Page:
The Upsetting Reason You Should Think Twice Before Visiting An Alligator Farm In Florida

In the public consciousness, Florida is deeply linked with alligators. It's true, within the state borders there are an estimated 1.3 million alligators, far more than there are human beings. These powerful reptiles have become a part of the state's identity, and travelers in Florida will see dozens and dozens of businesses with "gator" in the name during their trip. The majority of those are simply referencing their state's most popular animal, but a few promise to provide their customers with an up-close encounter with one of these reptiles. 

Every year tourists visiting Florida for sunny beaches also go to attractions, usually referred to as alligator parks or farms, promising an encounter with the giant reptiles. As enticing as the opportunity to see, feed, or even hold an alligator might sound, the reality is not as magical as the advertisements. If you are an animal lover hoping for an exciting experience while you visit the Sunshine State, you will want to skip a lot of the alligator-themed tourist traps that you may come upon — but that doesn't mean that you can't catch an exhilarating glimpse of one in the wild.

These are tourist traps

"I signed up for an Everglades tour promoted by a hotel ..." one frustrated Tripadvisor user posted. "The tour group was dropped off at a farm to watch a cowboy wrestle with an alligator in an enclosure."

This disappointed tourist is far from alone. Every year, many tourists come to Florida hoping to see an alligator in real life only to find themselves in an unpleasant tourist trap, overcharging them for views of exploited animals in small cages being improperly handled. As noted by Casey Riordan, a graduate of New York University's inaugural Animal Studies program, in an interview with People, many farms and tours present themselves as promoting alligator conservation to attract animal lovers and then do nothing more than repeat a few sensational headlines about alligator attacks before physically wrestling the animals and wrenching their jaws open so the crowd can see their teeth.

Like other tourist traps around the world, what is being shown is essentially fake, but that doesn't mean it doesn't have real consequences for the animals. The alligators are definitely agitated — and that's intentional. Performers in alligator shows intentionally frustrate or hurt the alligators to make it seem like they are fighting back before being wrestled down, flipped over, and in extreme cases, choked to unconsciousness.

These animals are being exploited

While the state's cultural identity is connected to alligators, historically, alligators have been killed, abused, and exploited for entertainment in Florida for a very long time. Tourists can see alligators at attractions referred to as parks and farms that are generally little more than tourist traps or roadside zoos where the animals are poorly cared for and then forced into stressful and sometimes painful situations to entertain visitors.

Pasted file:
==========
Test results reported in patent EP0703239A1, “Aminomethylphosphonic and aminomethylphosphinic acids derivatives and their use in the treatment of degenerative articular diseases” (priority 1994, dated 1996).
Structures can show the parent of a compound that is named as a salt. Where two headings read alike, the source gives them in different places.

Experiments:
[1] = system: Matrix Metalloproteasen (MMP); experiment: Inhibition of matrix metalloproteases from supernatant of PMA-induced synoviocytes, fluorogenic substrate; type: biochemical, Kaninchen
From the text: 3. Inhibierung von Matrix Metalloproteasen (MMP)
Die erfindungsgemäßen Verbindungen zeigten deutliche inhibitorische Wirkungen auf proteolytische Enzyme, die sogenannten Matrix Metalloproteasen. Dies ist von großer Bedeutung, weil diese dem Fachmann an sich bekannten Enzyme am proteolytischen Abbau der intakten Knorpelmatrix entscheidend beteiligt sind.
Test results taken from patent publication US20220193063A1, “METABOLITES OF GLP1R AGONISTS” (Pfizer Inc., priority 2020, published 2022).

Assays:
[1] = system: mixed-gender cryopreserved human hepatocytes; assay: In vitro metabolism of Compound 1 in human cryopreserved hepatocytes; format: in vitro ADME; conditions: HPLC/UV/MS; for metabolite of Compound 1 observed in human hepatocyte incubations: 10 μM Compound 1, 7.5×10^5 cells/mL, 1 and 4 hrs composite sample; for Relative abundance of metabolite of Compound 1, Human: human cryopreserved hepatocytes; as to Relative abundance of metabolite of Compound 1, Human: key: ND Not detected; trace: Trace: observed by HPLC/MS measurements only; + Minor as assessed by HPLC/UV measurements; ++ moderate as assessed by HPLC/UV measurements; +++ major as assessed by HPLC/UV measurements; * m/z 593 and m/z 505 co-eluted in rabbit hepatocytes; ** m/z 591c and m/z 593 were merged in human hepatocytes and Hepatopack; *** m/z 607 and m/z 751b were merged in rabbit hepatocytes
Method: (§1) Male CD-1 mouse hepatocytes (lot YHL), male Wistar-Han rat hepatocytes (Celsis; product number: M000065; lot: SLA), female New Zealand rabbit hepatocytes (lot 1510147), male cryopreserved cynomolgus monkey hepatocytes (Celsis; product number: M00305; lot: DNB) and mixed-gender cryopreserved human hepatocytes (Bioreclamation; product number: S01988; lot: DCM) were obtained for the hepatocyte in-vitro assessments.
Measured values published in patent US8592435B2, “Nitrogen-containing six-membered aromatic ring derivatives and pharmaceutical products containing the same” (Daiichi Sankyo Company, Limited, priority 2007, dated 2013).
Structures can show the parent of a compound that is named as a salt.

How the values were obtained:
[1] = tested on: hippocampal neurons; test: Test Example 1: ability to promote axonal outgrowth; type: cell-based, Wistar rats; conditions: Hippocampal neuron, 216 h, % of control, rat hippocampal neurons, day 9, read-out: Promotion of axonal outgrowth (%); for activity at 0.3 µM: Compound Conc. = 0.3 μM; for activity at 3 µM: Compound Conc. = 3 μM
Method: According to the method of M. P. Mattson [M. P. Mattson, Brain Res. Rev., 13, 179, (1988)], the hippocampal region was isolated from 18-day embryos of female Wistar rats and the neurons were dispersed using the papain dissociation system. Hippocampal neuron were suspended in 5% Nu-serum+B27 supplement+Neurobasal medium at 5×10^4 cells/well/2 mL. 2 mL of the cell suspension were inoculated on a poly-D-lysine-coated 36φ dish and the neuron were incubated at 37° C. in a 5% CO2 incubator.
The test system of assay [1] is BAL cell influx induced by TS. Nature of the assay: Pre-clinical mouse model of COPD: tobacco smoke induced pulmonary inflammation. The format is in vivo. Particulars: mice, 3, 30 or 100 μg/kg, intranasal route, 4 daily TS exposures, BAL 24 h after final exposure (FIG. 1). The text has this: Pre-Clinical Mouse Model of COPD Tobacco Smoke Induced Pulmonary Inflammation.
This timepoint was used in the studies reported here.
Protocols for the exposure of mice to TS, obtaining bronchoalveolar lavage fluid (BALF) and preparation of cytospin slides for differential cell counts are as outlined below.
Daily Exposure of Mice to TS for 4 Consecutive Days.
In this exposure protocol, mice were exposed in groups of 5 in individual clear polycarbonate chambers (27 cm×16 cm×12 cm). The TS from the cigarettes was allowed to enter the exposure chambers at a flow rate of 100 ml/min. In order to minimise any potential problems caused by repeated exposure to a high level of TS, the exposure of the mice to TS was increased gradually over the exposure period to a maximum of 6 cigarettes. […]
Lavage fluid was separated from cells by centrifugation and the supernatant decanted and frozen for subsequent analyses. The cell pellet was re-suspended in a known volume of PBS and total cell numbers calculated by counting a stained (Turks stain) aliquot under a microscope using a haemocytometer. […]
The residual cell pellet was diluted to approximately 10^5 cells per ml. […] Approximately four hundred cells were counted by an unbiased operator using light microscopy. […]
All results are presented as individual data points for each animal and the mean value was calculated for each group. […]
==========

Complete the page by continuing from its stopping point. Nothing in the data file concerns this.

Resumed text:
Often these attractions have very small enclosures that do not provide enough space for even one alligator, meaning that they are trapped with no way to swim or move around. Worse, many also stock multiple large male alligators together, because it is exciting for tourists to see. Unfortunately, the males are naturally territorial. Being kept together in confined spaces and often fed by tourists in a way that encourages competition is stressful, dangerous, and even potentially deadly for the animals.

Some restaurants offer guests the option to hold baby alligators. As charming as the idea sounds, these animals are supposed to remain with their mothers for the first couple years of life, per The Key West Aquarium, and were often taken while still too young. They also generally have their jaws taped shut to prevent them from biting, which leaves them defenseless.

A better way to see alligators in Florida

While these tourist traps claim to offer travelers the best chance to see alligators in Florida, there is a much better option. Travelers in Florida have the opportunity to visit the incredible Everglades National Park and various other nature preserves throughout the state where they can see alligators in their natural habitat.

While it is certainly possible to see an alligator at any time in Florida, the best time to see an alligator at Everglades National Park is in the winter dry season when the water level is lowest. This means that most wildlife, including alligators, will go to the areas where there is still water, like Shark Valley, the Anhinga Trail, and Eco Pond. The area near the Shark Valley Visitor Center is a particularly good option for travelers who want a comfortable and relaxing experience but would still like to see alligators in their natural habitat. The 15-mile walk is fully paved, meaning that it's possible to bicycle on a road instead of hiking through the wilderness. There is even a two-hour tram tour available so that visitors to the park can see alligators free in the wild without having to get too close.